Browse Prior Art Database

Handling Shared Objects in Multi-Process Systems

IP.com Disclosure Number: IPCOM000117047D
Original Publication Date: 1995-Dec-01
Included in the Prior Art Database: 2005-Mar-31
Document File: 2 page(s) / 98K

Publishing Venue

IBM

Related People

Nash, SC: AUTHOR

Abstract

In a multi-process system such as OS/2*, objects conventionally belong to processes. Objects belonging to the same process can communicate simply by sending messages, but objects belonging to different processes cannot send messages directly to one another. Instead, they must use some other means of inter-process communication, which introduces complexity for the programmer and overheads due to process switching.

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This is the abbreviated version, containing approximately 52% of the total text.

Handling Shared Objects in Multi-Process Systems

      In a multi-process system such as OS/2*, objects conventionally
belong to processes.  Objects belonging to the same process can
communicate simply by sending messages, but objects belonging to
different processes cannot send messages directly to one another.
Instead, they must use some other means of inter-process
communication, which introduces complexity for the programmer and
overheads due to process switching.

      The disclosed solution introduces two kinds of objects for use
by multiple processes: shared objects without process affinity, and
shared objects with process affinity.

      Shared objects without process affinity can be used from any
process without a process switch.  Their state resides in shared
memory, which is accessible and updatable from all processes.  Their
operations (typically accessing and updating shared memory) are
independent of the process on which their methods execute.  These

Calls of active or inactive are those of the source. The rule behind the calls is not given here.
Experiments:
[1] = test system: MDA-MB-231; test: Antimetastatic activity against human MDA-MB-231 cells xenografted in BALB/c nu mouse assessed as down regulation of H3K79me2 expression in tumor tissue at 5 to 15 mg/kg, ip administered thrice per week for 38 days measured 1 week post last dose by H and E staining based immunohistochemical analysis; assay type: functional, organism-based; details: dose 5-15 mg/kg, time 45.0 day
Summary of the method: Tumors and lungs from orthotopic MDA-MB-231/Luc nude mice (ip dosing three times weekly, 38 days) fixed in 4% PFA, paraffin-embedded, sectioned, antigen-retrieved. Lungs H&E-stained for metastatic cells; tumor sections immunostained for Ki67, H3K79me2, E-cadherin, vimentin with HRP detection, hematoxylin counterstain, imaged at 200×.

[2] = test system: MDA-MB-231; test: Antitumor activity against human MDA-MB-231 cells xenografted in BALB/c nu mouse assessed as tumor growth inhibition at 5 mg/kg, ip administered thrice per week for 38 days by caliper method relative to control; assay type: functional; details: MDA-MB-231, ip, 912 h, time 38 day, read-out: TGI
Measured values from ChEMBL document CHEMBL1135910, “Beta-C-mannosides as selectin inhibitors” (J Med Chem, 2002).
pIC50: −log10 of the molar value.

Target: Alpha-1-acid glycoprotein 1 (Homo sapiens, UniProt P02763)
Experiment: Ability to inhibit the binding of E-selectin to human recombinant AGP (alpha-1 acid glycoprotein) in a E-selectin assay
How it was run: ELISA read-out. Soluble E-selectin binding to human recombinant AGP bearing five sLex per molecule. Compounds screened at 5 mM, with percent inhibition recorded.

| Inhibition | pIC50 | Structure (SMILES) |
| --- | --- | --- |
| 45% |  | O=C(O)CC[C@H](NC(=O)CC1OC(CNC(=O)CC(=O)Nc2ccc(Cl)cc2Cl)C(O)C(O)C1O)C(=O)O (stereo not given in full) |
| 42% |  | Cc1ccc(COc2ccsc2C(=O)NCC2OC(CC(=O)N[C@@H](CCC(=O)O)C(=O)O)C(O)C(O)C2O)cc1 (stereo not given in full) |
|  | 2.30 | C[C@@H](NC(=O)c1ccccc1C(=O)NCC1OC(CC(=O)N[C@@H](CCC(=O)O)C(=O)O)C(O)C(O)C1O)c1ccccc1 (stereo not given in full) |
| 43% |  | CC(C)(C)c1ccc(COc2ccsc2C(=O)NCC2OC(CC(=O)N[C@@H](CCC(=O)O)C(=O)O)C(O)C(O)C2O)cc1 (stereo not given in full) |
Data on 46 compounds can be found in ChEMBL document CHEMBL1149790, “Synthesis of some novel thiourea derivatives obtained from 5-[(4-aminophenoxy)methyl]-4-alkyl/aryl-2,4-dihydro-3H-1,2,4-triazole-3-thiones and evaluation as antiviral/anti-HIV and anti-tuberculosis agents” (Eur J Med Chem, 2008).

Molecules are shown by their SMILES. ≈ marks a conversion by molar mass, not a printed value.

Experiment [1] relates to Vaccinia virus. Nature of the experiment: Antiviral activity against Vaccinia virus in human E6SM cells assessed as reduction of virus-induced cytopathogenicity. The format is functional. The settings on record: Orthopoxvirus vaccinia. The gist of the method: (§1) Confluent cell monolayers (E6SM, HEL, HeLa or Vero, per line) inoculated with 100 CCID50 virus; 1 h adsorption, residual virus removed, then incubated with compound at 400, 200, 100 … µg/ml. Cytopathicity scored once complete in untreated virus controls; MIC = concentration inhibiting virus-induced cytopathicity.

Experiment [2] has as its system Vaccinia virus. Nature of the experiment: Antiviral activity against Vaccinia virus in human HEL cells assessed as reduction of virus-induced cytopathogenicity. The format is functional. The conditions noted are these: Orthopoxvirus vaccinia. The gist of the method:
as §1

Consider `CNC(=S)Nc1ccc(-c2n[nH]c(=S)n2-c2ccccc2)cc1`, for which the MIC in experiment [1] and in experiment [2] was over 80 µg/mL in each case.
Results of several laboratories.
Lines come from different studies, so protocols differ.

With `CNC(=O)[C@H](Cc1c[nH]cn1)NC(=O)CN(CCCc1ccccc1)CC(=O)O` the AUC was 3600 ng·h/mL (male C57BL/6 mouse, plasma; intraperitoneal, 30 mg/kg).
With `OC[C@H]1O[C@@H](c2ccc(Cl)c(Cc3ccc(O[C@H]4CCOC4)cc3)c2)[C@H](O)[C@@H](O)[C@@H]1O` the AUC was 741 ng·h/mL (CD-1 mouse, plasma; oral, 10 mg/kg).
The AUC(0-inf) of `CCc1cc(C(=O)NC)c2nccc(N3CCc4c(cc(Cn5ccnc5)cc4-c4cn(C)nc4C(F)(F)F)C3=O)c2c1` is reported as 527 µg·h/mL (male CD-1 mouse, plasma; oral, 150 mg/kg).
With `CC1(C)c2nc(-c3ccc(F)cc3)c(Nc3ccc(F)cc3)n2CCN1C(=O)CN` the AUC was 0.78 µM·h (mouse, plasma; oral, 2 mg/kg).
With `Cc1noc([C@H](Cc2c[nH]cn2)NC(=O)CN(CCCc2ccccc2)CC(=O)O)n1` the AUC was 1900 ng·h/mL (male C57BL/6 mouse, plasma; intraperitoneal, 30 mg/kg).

objects provide concurrency control to ensure serialised access to
their shared memory state when concurrently executed from multiple
processes (or, in multithreaded systems, from multiple threads within
a process).  When invoking a method of such an object, there is no
need to switch processes.

      Shared objects with process affinity must execute on a
designated process.  However, they can be used from any process, with
any required process switching being performed transparently by the
object as part of method invocation.  The user of the object (message
sender) need not be aware that the receiver object has process
affinity and is performing a process switch as part of method
invocation.  No process switch is performed when the sender of a
message is already running on the receiver's designated process.

      In all cases, the message sender need not be aware of the
characteristics of the message receiver object (unshared of shared,
process affinity), since it is the receiver object's responsibility
to switch processes only when necessary.  This simplifies the design
and programming of the message sender, and ensures a minimum of
process-switching overhead.

      In one example of implementations by Object REXX for OS/2,
shared objects without process affinity reside in named shared memory
and are accessible from any OS/2 process, with Object REXX providing
the necessary concurrency control.  Shared objects with process
affinity are supported using proxy objects, which are shared objects
without process affinity and so can be accessed from any process.
The proxy object represents the shared...